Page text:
Monday, April 11, 2005

Ordovician Extinction Linked to Gamma Ray Explosion

From BBC

A gamma ray burst could have caused the Ordovician extinction 450 million years ago, killing 60% of marine invertebrates at a time when life was largely confined to the sea.

These cosmic blasts are the most powerful explosions in the Universe. The scientists think a 10-second burst near Earth could deplete up to half of the planet's ozone layer. With the ozone layer devastated, the Sun's ultraviolet radiation could have killed off much of the life on land and near the surface of oceans and lakes.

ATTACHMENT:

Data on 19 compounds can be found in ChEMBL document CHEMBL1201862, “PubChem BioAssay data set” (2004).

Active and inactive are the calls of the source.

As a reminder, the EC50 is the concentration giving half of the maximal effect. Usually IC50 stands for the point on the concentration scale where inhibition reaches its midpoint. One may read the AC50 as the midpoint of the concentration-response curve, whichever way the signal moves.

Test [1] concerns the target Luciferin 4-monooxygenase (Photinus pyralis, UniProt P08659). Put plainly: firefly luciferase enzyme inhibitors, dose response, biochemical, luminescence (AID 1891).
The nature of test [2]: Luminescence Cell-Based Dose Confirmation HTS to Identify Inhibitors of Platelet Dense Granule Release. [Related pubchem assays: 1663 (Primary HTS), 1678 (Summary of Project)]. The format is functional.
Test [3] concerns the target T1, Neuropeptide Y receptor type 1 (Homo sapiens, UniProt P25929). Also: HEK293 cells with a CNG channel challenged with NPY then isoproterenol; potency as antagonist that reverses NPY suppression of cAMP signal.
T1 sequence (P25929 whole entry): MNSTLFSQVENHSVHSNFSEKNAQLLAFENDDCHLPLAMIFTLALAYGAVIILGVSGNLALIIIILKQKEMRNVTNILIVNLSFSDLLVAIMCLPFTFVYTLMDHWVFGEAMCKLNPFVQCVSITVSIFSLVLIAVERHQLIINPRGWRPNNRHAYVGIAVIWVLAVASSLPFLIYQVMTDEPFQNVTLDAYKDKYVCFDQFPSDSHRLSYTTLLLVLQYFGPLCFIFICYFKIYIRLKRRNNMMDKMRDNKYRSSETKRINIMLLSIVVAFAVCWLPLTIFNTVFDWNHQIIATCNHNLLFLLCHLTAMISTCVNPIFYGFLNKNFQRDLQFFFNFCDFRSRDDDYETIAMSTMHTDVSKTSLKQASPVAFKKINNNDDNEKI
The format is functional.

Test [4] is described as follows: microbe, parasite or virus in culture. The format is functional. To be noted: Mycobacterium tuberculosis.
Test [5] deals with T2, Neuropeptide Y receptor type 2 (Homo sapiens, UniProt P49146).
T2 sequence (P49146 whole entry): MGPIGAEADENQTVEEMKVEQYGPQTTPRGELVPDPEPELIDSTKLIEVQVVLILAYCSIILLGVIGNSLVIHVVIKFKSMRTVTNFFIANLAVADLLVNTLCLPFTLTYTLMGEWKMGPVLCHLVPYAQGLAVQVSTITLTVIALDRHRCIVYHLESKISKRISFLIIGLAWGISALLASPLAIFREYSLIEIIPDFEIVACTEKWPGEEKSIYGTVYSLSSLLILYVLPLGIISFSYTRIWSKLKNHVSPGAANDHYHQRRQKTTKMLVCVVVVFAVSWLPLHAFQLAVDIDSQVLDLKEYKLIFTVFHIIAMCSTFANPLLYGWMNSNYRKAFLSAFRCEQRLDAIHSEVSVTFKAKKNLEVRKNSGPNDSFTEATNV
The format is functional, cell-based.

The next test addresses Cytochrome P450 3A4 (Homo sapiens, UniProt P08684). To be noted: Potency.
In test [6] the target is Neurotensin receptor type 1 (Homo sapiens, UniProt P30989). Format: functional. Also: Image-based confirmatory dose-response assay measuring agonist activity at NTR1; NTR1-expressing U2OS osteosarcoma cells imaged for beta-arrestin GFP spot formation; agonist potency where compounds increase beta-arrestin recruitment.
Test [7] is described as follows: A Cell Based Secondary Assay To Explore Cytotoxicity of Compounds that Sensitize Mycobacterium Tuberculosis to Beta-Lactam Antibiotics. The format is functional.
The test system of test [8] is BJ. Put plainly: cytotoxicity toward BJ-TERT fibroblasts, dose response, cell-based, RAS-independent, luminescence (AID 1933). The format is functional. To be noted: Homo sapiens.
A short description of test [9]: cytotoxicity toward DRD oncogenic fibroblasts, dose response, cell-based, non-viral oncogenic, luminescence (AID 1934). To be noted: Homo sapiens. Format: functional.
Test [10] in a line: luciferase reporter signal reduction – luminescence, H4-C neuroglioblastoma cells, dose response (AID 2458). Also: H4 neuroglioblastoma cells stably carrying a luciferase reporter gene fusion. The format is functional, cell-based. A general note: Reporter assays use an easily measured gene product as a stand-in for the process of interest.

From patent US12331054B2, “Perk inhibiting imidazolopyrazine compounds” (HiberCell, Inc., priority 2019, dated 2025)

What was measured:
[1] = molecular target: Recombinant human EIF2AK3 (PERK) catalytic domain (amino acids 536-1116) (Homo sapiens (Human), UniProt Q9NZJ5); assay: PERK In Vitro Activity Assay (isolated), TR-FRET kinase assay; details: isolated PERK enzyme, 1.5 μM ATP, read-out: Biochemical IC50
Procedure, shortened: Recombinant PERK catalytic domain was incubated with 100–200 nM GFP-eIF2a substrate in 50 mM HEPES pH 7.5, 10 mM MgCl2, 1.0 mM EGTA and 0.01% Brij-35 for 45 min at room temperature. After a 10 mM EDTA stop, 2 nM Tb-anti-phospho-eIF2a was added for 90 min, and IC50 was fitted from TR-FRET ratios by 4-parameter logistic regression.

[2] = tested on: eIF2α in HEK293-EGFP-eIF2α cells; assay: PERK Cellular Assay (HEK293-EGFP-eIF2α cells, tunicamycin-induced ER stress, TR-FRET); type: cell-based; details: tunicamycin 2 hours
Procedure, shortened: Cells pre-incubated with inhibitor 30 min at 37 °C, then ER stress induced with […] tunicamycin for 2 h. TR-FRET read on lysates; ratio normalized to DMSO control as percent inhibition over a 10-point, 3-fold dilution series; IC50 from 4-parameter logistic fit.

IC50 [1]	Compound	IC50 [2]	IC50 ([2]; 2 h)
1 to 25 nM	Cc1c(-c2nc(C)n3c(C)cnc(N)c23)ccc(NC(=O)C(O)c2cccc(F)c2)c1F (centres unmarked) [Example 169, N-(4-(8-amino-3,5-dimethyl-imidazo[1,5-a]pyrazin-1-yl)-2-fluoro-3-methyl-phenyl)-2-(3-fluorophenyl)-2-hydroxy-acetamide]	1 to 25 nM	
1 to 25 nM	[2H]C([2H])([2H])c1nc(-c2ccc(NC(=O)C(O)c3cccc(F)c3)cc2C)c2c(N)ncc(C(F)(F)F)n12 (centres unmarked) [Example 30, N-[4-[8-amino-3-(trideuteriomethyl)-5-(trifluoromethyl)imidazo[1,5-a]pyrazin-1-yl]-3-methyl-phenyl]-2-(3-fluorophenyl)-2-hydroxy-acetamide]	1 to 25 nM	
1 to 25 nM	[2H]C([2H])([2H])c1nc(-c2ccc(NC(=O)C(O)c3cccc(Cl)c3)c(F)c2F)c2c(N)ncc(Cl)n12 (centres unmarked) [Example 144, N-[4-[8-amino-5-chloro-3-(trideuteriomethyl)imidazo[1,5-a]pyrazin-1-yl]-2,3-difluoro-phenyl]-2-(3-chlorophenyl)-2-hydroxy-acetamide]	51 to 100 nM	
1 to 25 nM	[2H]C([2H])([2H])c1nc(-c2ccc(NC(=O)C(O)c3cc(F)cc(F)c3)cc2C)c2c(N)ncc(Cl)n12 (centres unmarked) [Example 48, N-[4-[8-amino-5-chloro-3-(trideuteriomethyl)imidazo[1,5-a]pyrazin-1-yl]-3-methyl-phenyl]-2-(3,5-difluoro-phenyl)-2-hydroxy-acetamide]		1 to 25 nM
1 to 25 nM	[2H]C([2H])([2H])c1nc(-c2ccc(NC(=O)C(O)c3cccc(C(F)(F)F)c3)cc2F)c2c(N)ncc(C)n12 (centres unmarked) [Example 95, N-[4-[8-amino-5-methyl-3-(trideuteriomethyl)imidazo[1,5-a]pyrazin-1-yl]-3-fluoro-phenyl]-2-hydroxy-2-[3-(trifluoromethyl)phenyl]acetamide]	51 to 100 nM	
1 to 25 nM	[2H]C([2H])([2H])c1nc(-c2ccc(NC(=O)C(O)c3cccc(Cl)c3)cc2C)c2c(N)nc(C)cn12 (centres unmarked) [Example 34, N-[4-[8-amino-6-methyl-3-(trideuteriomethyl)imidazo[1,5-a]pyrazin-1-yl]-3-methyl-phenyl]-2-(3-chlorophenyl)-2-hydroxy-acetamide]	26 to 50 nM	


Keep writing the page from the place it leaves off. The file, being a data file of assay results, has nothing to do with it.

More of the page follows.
Gamma ray bursts are rare occurrences, but scientists estimate that at least one must have occurred near the Earth in the past one billion years. "A gamma ray burst originating within 6,000 light-years from Earth would have a devastating effect on life," said co-author Dr Adrian Melott, an astronomer at the University of Kansas, US.

"We don't know exactly when one came, but we're rather sure it did come - and left its mark. What's most surprising is that just a 10-second burst can cause years of devastating ozone damage.

Read the full story HERE: